Edward Ka-Spel of the Legendary Pink Dots was very obliging to spend some time chatting with us before an amazing recent show. He was personable and witty. The odd thing was that the robe he was wearing blended exactly into the fabric of the booth where he sat. Just like a chameleon, he became one with his surroundings and one with his admirers, spending a good two hours indulging us, like friends.
Before turning on the recorder, we found that Ed's birthday is January 23 and that the band acquired their name from a spot-causing disease which came out of a three hundred year old organ they found and used for their early recordings. Well, the spots from this disease formed the exact shape of the legendary King Arthur on one of the band members. This was also the precise time when they were trying to come up with a name for themselves, and somebody noticed what legendary form these pink dots took, and the rest is...
Ed: I was lying completely.
RAD: You were lying completely? Well tell us another good one! So how did you really get your name?
Ed: The thing is, it's not really known generally that the Legendary Pink Dots -- it's assumed that we started in London -- actually, we came from a very small hamlet in Moldavia, which of course didn't have any street-lamps so it was dark all the time. But, as the population in this small hamlet of Moldavia evolved, they developed their own personal lights to light the streets -- which were fluorescent pink lights.
It was so remote, this hamlet in Moldavia, that very few people would ever find it. One day--you know, the story got around, of course, but nobody really believed it was true--some hitchhikers from the furthest reaches of Georgia sort of stumbled onto this hamlet in Moldavia and saw the locals walking around with these fluorescent pink spots all over their faces and finally someone said, "Those are the legendary pink dots!" And we were just rehearsing in a room nearby, and, that's how we got the name.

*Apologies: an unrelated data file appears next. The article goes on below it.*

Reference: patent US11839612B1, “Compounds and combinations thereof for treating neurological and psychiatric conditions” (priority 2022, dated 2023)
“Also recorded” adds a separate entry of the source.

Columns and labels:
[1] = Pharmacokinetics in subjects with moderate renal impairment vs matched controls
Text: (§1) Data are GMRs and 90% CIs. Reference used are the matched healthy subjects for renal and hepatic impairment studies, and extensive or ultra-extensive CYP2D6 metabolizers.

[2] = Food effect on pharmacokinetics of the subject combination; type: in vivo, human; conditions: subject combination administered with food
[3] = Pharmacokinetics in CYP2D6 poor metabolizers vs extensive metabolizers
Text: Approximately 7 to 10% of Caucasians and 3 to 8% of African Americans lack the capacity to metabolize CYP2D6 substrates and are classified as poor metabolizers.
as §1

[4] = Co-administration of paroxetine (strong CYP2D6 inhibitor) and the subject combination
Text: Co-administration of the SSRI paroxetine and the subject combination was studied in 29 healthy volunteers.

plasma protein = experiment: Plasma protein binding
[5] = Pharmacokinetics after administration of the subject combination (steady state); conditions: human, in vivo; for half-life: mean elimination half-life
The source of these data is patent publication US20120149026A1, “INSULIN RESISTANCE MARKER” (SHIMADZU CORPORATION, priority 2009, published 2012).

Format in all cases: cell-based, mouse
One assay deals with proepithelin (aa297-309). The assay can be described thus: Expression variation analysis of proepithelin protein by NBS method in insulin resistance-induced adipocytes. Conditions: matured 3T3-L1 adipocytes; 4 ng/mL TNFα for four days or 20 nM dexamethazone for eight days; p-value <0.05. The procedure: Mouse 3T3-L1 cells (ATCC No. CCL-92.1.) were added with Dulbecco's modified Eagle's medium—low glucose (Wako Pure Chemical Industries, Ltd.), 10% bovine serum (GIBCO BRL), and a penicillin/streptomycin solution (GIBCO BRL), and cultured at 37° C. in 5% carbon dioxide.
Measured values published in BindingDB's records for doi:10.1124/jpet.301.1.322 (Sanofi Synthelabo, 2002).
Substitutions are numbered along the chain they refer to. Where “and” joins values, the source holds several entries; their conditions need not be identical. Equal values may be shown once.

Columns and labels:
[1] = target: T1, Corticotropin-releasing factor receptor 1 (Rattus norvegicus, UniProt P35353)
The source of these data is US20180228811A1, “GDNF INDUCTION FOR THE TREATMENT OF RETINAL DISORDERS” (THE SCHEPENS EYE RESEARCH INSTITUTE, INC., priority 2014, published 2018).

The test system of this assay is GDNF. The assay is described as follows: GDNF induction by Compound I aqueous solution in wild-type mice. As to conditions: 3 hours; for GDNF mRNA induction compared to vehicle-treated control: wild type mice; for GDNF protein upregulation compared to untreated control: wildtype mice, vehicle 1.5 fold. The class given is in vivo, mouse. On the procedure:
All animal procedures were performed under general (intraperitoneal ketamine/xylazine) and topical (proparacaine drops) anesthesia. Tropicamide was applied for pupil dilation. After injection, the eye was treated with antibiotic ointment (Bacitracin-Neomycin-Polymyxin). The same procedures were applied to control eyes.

RAD: Wow, so you used to have those dots, but you don't anymore?
Ed: As soon as you left the perimeters of the village, they just dropped off, 'cause of the street-lamps.
RAD: And that is how you got your name.
Ed: I always like to make up these fantastic stories, 'cause you know, I thought the real story about street-lamps in Moldavia was kind of a bit boring.
RAD: Yeah, it was. The one you told earlier was a lot more interesting. So you're not from London, then, like people thought.
Ed: No, we're from Moldavia. It's a very small corner of Moldavia where everybody speaks English. It's got a certain Moldavian dialect, but it's definitely English.
RAD: Can you still speak with that dialect?
Ed: Um, not really; I've forgotten over the years.
RAD: That's too bad. So then, after that, did the band move to the Netherlands?
Ed: Well, first of all, we walked to London. It took several years. We spent a few years in London and finally moved over to Holland in 1984.
RAD: So, why do you have the motto--often written inside your albums--"Sing While You May"?
Ed: It has to do with a personal philosophy that if you compare the planet to a drowning man, if you would just look at the acceleration of the events in the last hundred years, it's as if the planet sees its entire life flashing before its eyes, before it might just go into overload and saturation. This is such a significant time for the planet, such a significant time to really, I'd say, cherish ...
RAD: I was curious about your involvement in some of your other side projects. I read an interview with Christoph Heemann. Is there a collaboration between you and Christoph coming out soon on the Streamline label?
Ed: There's the "Khataclimici China Doll." There's a lot of extra material on it, about half an hour's worth. They were pieces I've made that I handed over to Christoph and just said, "Do what you will with them." I really liked what he did with them.
RAD: So he's reworking them?
Ed: No, just making his own treatment.
RAD: I read a couple years ago about you doing some work with Steven Stapleton for a project.
Ed: Steve is currently working with some stuff that I sent him a couple years ago. It will be ready quite soon.
RAD: One thing I like about the Pink Dots and your solo work, is that it creates a world that doesn't really exist, yet seems so real. Do you feel like you've created a world that just exists in your imagination?